The tamarind-glazed duck tacos, alone, might be enough to make S•À Cantina a destination restaurant. But there’s more to love at this new eatery in the middle of Gadsden’s beautifully revitalized downtown. Enough to already draw diners from Huntsville, Birmingham and Atlanta, from North and South Carolina, too.
Owner Aaron Disouryavong opened S•À Cantina on September 24, and he already has regulars. As a place to showcase the popular trend of street tacos, Disouryavong describes his restaurant as “artistic and vibrant.” The clean lines, original murals, open kitchen, busy bar and spacious dining room all feel fresh and modern. They are the perfect backdrop for a simple, yet varied, menu of flavorful foods made with clean ingredients and clever imagination.
This is not your typical Mexican restaurant. “I aim at that,” he says. “The food that I offer, I make everything in small batches and everything from scratch and in-house. I want people to understand that … and they do understand. … They love the fact of it after they try it.”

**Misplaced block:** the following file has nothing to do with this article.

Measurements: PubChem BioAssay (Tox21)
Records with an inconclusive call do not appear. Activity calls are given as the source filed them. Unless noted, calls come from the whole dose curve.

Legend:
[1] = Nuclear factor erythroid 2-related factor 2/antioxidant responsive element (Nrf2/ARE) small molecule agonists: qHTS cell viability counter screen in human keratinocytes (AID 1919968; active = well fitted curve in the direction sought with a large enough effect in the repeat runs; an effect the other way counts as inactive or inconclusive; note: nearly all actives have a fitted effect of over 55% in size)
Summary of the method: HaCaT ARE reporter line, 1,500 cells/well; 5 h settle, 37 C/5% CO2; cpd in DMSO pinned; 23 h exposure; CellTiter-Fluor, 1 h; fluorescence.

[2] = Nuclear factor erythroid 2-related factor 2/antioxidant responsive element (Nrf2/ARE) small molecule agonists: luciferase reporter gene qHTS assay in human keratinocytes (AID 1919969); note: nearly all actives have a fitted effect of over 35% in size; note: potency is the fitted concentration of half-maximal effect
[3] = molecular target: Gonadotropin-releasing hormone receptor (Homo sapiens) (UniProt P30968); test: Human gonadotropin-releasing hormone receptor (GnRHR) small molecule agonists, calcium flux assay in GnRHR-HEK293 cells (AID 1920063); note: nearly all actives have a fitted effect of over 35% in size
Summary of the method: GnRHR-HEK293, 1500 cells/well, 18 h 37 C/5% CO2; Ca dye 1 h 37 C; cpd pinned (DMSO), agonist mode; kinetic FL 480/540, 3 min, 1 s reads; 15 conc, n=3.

There’s no ground beef, but there is 24-hour-marinated steak. You won’t find refried beans, but you can enjoy delicious black beans (made with only four simple ingredients). There’s authentic elote (Mexican street corn) and bright, fresh cilantro-lime rice.
There was a bit of a learning curve, Disouryavong says, but he trusted his audience. “I know people travel. They go to bigger cities, so … something like this they know, but they can’t picture it in Gadsden. That’s why I wanted to bring it here. … I knew Gadsden would enjoy it.”
What he’s brought is a streamlined menu that relies upon a handful of proteins and complementary sauces. The steak has a salsa picosa, the chicken has a verde sauce and the al pastor tastes nicely of pineapple. The pork belly is caramelized with an arbol chile glaze, the roasted duck has an Asian-fusion tamarind glaze. Other options include chorizo and carnitas, shrimp with bang-bang slaw, mahi mahi with a chipotle sauce and roasted cauliflower with fresh avocado. All these can be made into street tacos, most into nachos and quesadillas. They are the starring ingredients in bowls, too, with black beans and that citrusy rice. There are tamales as well as a torta featuring steak and serrano crema and empanadas made with the carnitas. Appetizers and sides include delightfully messy, cheese-covered elote on the cob and fresh guacamole, salsa, cheese dip and ceviche.